Our approach to assessment
Assessment is a core part of what we do as teachers. It allows us to measure student progress, informs our reporting and helps us to reflect on how successful our teaching has been.
To gain accurate information and keep students engaged in the process, we need assessment tasks that are rigorous, rich and set in real-world contexts. Writing tasks like this takes time and we understand that your time is precious. That’s why we’ve tested ourselves to make sure Stile’s assessment tasks provide you with the highest quality information.
What is Stile’s approach to assessment?
Stile incorporates assessment for, of and as learning into every unit. Each of these types of assessment are key parts of the learning process. All questions in Stile are intentionally designed with these categories in mind. We never ask a question just for the sake of it!
|What is it?||Where is it found in Stile?|
|Formative assessment tasks where results
are used to adjust teaching strategies
and students use the results to adjust
their learning strategies.
|Formative assessment where students
self-assess to determine what they can do
and what they could improve on.
|Summative assessment tasks where results
are used to measure student achievement
against outcomes or standards.
Assessment for learning
Formative assessment is a highly effective strategy for improving student outcomes (Hattie, 2009).
- Pre-tests help you understand students' prior knowledge of concepts relevant to the unit.
- Stile units also include regular formative check-ins. Check-ins are assessment for learning, which provide timely opportunities to make sure students have grasped key concepts before continuing to build on these as the unit progresses.
- Each lesson in Stile includes at least one Key Question, marked with a star icon, where students demonstrate their understanding of the lesson’s learning goal. These questions are designed to be used as assessment for learning, helping you to determine your next teaching steps based on students’ current understanding.
Assessment as learning
Assessment as learning takes place whenever students are their own assessors or are reflecting on their learning.
- A wonderful example of assessment as learning is the Driving Questions Board, a strategy used in Stile’s newest units including The Nervous System, Classification and Biodiversity and Waves. The Driving Questions Board requires students to reflect on and evaluate their learning. By asking questions at the beginning of the unit, students are motivated to engage in the learning process to uncover the answers. When students revisit their questions throughout the unit, they reflect on whether they have learned enough to answer them, if they need to learn more, or have developed additional questions. This process guides students to determine what they know and what their next steps should be.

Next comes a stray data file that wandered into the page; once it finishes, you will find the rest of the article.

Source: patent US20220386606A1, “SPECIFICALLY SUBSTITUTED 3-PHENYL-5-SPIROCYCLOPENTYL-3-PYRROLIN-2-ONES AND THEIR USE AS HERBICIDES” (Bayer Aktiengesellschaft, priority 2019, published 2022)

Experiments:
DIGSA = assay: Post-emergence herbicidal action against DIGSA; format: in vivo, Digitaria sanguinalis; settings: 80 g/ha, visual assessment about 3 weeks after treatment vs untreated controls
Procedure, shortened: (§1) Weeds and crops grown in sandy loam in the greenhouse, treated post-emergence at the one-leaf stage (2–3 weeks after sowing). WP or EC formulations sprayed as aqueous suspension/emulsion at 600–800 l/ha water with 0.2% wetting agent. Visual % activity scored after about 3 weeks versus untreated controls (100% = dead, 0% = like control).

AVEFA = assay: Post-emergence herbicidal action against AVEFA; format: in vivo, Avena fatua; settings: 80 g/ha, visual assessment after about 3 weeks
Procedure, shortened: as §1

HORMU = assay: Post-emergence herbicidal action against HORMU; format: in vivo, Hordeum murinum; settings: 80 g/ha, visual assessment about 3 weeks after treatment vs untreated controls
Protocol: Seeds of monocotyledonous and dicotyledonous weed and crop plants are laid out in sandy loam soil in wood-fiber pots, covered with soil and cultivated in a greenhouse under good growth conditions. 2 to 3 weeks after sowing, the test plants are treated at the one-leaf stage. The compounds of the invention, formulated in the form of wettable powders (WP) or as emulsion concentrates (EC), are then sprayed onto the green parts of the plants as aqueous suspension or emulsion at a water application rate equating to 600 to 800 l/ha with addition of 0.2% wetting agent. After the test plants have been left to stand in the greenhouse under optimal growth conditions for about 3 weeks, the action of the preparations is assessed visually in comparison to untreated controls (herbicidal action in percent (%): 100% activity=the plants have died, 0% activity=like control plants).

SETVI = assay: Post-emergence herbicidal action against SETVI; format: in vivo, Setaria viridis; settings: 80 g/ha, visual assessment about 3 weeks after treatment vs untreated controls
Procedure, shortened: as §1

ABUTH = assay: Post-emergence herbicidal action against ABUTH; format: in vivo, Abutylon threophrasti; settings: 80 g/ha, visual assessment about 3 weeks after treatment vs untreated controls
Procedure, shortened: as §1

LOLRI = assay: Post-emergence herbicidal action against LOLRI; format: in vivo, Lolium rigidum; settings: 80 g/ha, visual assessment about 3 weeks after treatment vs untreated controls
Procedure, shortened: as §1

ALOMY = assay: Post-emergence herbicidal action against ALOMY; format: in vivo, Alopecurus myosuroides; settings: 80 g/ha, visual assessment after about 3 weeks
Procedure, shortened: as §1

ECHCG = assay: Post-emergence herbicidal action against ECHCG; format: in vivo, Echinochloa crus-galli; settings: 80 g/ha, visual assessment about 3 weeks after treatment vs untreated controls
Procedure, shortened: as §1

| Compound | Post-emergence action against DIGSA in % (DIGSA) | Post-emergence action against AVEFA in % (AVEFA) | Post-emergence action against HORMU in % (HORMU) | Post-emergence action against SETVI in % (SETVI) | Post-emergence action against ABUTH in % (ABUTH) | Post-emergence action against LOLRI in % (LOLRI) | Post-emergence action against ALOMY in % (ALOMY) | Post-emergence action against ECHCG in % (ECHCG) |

- Thinking routines are included throughout Stile lessons to encourage this process of reflection
- Engineering challenges and many scientific investigations are also assessment as learning, as they include rubrics designed for self-assessment. These rubrics encourage students to consider which criteria they have met and what their next steps would be to progress further.
- Some newer units also incorporate a learning journal, which prompts students to keep a record of how their understanding of the topic has progressed. Take a look at our Nervous System unit to see an example of this.
- Stile X is designed with assessment as learning in mind. The booklets contain a “Check your understanding” section at the end of each revision notes section where students use success criteria to assess their understanding of key concepts. They are also prompted to rate their understanding of the relevant learning goal after answering each practice test question.
- Quizzes in the Stile X app help students understand which terminology they understand and which words they need to keep learning. The app then supports them to learn these words by quizzing the words they are less familiar with more frequently.
Assessment of learning
Each unit has a summative test for assessment of learning. These help you to measure student progress and formulate a judgement about achievement against curriculum outcomes.
- Stile’s end of unit tests are designed to allow students to apply the skills and knowledge they have developed throughout the unit in real, relevant contexts.
- Research projects require students to apply their knowledge from the unit to a new context through research.
- Engineering challenges are often used as summative assessment opportunities with rubrics for assessment purposes.
How can I make the most of Stile’s assessment tasks?
To benefit from our most up-to-date assessment tasks, make sure you’re using the most recent version of each Stile unit from the Stile Library.
The assessment tasks described above are incorporated into a unit’s sequence of learning, so all you need to do is follow the lessons in Stile! Be sure to read the helpful teaching notes for each lesson in Prepare Mode for useful tips and tricks. We’re in the process of developing detailed teaching plans for each of our units, which break a unit down into an easy-to-use weekly schedule. Take a look at these Teaching Plans for The Nervous System, Waves and Energy. These documents will provide you with everything you need to use Stile’s assessments with your students.
As always, we’d love to hear your feedback. Let us know if our approach to assessment is hitting the mark by dropping me a line at firstname.lastname@example.org.